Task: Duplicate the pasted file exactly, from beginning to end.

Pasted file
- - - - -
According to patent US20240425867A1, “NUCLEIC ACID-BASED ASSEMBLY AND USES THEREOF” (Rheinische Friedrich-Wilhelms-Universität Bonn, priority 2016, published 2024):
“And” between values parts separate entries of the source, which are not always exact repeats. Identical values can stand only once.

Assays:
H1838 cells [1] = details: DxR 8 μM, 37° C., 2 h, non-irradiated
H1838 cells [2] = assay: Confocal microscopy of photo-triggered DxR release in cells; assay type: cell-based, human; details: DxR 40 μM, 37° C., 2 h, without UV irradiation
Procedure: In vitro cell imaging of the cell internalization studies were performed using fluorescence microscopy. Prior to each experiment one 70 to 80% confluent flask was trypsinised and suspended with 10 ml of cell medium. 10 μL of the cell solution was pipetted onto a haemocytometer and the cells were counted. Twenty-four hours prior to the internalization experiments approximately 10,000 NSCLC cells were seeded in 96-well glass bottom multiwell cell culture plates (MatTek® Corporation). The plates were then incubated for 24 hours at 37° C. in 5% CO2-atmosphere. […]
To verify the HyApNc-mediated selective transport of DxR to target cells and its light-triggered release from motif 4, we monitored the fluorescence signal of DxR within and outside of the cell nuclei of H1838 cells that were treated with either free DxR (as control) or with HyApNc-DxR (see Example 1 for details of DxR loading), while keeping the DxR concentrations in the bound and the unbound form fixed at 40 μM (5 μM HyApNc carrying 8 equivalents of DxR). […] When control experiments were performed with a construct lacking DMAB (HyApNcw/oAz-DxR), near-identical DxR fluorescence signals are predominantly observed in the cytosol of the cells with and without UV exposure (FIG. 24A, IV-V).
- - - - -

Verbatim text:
According to patent US20240425867A1, “NUCLEIC ACID-BASED ASSEMBLY AND USES THEREOF” (Rheinische Friedrich-Wilhelms-Universität Bonn, priority 2016, published 2024):
“And” between values parts separate entries of the source, which are not always exact repeats. Identical values can stand only once.

Assays:
H1838 cells [1] = details: DxR 8 μM, 37° C., 2 h, non-irradiated
H1838 cells [2] = assay: Confocal microscopy of photo-triggered DxR release in cells; assay type: cell-based, human; details: DxR 40 μM, 37° C., 2 h, without UV irradiation
Procedure: In vitro cell imaging of the cell internalization studies were performed using fluorescence microscopy. Prior to each experiment one 70 to 80% confluent flask was trypsinised and suspended with 10 ml of cell medium. 10 μL of the cell solution was pipetted onto a haemocytometer and the cells were counted. Twenty-four hours prior to the internalization experiments approximately 10,000 NSCLC cells were seeded in 96-well glass bottom multiwell cell culture plates (MatTek® Corporation). The plates were then incubated for 24 hours at 37° C. in 5% CO2-atmosphere. […]
To verify the HyApNc-mediated selective transport of DxR to target cells and its light-triggered release from motif 4, we monitored the fluorescence signal of DxR within and outside of the cell nuclei of H1838 cells that were treated with either free DxR (as control) or with HyApNc-DxR (see Example 1 for details of DxR loading), while keeping the DxR concentrations in the bound and the unbound form fixed at 40 μM (5 μM HyApNc carrying 8 equivalents of DxR). […] When control experiments were performed with a construct lacking DMAB (HyApNcw/oAz-DxR), near-identical DxR fluorescence signals are predominantly observed in the cytosol of the cells with and without UV exposure (FIG. 24A, IV-V).